Hwy 4 to Capital direct. 2-lanes. No shoulder but sometimes there is an extra climbing lane. Moderate traffic on a Friday. Some trucks. Climb 6-8% grades. Sometimes a broken shoulder on the up hill side till Zaragosa at 15Ks. More traffic as the day goes on. So-so scenery. 22Ks to the highest point. Then right at 24Ks on main road into San Salvador on 6-lanes, going down. Busy. 6-lanes, no shoulder. Dangerous! It seems that all through streets are 6-lanes with no shoulder. It’s another hairy 15Ks into the center. At least it’s a gradual descent all the way into the capital.
San Salvador to La Palma 86Ks (Altitude 1000 meters)
Leave town on Blvd. Constitution to Ring road (straight) a short climb then a 4K descent on 4-lanes with a good shoulder, good views. Moderate traffic. At 9Ks, traffic circle then toward Apopa. Into Apopa is busy and no shoulder but 4-lanes. Down all the way into the city of Apopo,16Ks. Out on Hwy 4, 2-lanes with shoulder. Excellent road. Traffic. Rolling 5% hills, so-so scenery then almost flat. At 50Ks, Colima. Older road but good with shoulder. Generally climbing, mild hills then bigger hills. Less traffic. At 65Ks, start climb. 6-7% grades. Good views back. Top at 74Ks (road marker 72Ks) Steeper toward the top. Down 1K then climb (steep) again to 80Ks (road marker 78) then down and up to LaPalma at 86Ks (road marker 84) Narrow into town. North winds (head) in November.
LaPalma to El Poy (Honduras border) 10Ks
Down through town then 2-lanes with shoulder. Quiet. Down and up to San Ignacio then down 8% to border. (road marker 94)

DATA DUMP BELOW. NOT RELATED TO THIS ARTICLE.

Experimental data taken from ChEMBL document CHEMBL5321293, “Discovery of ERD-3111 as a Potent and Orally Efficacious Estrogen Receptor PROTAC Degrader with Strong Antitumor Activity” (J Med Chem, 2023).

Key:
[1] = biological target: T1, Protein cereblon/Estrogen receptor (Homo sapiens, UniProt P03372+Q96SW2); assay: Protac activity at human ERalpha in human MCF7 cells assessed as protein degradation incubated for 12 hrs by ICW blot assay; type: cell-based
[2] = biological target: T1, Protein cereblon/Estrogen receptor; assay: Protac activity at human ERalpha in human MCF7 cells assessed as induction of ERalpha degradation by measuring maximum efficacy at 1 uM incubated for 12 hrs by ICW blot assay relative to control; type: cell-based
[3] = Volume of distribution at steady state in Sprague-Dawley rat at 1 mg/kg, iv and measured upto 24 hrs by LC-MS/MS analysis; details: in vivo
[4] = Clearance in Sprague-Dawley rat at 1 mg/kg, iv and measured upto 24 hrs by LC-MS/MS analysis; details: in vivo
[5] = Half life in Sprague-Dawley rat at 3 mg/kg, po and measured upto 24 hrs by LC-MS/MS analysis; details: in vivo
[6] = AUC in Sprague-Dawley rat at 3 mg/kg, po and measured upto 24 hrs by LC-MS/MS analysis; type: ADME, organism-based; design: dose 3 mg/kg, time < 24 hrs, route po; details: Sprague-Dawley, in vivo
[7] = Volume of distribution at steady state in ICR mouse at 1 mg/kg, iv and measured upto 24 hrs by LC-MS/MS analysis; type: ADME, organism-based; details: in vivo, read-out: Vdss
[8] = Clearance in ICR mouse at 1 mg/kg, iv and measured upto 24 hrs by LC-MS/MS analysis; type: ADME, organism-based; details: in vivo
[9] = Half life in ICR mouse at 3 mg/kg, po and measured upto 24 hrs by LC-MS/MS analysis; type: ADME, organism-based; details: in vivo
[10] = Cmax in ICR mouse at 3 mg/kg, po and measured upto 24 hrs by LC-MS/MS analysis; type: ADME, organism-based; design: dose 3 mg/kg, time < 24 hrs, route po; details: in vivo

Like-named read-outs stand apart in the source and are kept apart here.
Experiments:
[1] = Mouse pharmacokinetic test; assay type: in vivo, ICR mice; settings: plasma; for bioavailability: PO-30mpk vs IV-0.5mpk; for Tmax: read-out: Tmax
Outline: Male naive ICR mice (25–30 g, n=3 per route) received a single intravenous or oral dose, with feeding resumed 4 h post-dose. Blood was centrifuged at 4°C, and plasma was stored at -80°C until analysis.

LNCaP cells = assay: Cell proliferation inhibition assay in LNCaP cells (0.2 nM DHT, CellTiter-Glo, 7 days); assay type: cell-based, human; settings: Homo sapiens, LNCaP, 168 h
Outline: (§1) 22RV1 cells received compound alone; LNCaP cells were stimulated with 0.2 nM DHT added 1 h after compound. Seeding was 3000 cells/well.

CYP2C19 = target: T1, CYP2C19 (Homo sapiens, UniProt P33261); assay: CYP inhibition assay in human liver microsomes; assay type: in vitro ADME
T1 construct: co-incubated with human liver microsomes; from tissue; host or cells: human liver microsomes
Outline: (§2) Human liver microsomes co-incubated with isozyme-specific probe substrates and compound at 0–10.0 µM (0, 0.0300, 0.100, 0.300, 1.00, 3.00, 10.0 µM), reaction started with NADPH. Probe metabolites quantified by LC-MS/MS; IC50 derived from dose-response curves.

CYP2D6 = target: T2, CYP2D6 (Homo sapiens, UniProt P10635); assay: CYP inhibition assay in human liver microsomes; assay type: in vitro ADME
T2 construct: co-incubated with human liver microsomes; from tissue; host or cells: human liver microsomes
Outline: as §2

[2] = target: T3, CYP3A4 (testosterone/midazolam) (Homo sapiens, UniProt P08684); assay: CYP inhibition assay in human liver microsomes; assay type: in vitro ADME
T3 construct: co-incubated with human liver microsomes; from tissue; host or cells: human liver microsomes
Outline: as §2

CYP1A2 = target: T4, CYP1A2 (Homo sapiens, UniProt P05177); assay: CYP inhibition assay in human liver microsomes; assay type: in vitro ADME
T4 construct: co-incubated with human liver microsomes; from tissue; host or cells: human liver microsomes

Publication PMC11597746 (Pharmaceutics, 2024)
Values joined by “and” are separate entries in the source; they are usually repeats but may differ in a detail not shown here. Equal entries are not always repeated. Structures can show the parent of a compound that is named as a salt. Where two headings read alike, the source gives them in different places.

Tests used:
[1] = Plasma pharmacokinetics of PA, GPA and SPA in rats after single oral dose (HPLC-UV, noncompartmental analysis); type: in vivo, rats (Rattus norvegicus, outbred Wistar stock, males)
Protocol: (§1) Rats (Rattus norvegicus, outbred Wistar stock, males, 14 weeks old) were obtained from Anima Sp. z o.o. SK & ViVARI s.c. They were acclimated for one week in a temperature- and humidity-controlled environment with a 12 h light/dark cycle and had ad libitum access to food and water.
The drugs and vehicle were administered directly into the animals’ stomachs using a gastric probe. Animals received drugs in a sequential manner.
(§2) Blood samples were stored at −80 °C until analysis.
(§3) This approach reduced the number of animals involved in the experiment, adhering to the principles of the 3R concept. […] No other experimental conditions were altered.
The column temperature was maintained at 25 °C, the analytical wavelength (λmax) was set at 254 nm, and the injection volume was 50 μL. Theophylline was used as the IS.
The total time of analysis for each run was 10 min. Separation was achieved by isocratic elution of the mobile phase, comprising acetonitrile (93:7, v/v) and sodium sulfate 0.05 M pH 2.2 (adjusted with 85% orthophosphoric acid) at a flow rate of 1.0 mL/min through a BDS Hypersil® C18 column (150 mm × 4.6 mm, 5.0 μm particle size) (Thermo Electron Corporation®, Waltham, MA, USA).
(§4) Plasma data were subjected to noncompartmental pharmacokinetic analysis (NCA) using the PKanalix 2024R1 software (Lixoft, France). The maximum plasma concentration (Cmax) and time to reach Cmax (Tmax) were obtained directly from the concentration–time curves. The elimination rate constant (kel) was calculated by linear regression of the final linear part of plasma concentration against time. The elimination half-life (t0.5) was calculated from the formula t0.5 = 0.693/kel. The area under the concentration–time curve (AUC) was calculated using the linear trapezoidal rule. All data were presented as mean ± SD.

We rode back to San Salvador the same way.
San Salvador to La Libertad 70Ks
This is not recommended for the first 14Ks out on the freeway to road for airport. 6-lanes. No shoulder, climb first. Traffic fast moving. Dangerous. Top at 12Ks, rolling. At 14Ks, 4-lanes with a shoulder (Phew!) Gradual or moderate descent. North wind (tail). From 14Ks, it’s all down for 24Ks. Junction at 40Ks (from here its 4Ks, straight to the airport). To La Libertad right 2Ks to Hwy 2 (Ruta Canero) then 28Ks. 2-lanes with wide shoulder. Hwy 2, almost flat, light traffic but some trucks including sugar cane trucks. Light winds. So-so scenery. Easy.
La Liberdad to San Salvador Airport 41Ks
East on Hwy 2 for 36Ks. Moderate traffic, wide shoulder. OK scenery. NE (head) winds. Mostly flat. At 36Ks, right on airport spur road. 4-lanes and flat. Quiet to airport at 41Ks.
November 2005 Guatemala border to La Liberdad
Guatemala Border (from Chiquimulilla) to Sonsonate, El Salvador 63Ks
Excellent 2-lane Highway with a good wide shoulder. Gradual rolling hills then almost flat. Nice scenery. Light traffic but it increases as you go. At 46Ks. Junction – left. Then 3 Ks on a busy 4-lane highway to Junction for La Liberdad. Continue straight toward Sonsonate. Slightly climbing. There is a good shoulder but lots of trucks. At 61Ks get off highway on the main road into Sonsonate. Centro at 63Ks.
Sonsonate to Ahuachapan 43Ks
Start climbing. At 5Ks, pass the road into Nahuizalco and continue climbing. 2-Lane road with a broken-up shoulder. Light traffic, almost no big trucks. Light winds. Through coffee farms. Occasional vistas. Very good scenery. Climb to 16Ks, turn off for Juayua (5 hilly Ks in and out) Still climbing to 25Ks at Apaneca then down. At 28Ks, pass the junction with the paved road to Jujutla and Highway 2. Stair step down to Ataco at 32Ks then down except for a 1/2 K and 1 K climb into Ahuachapan at 43Ks.
Ahuachapan to Santa Ana 35Ks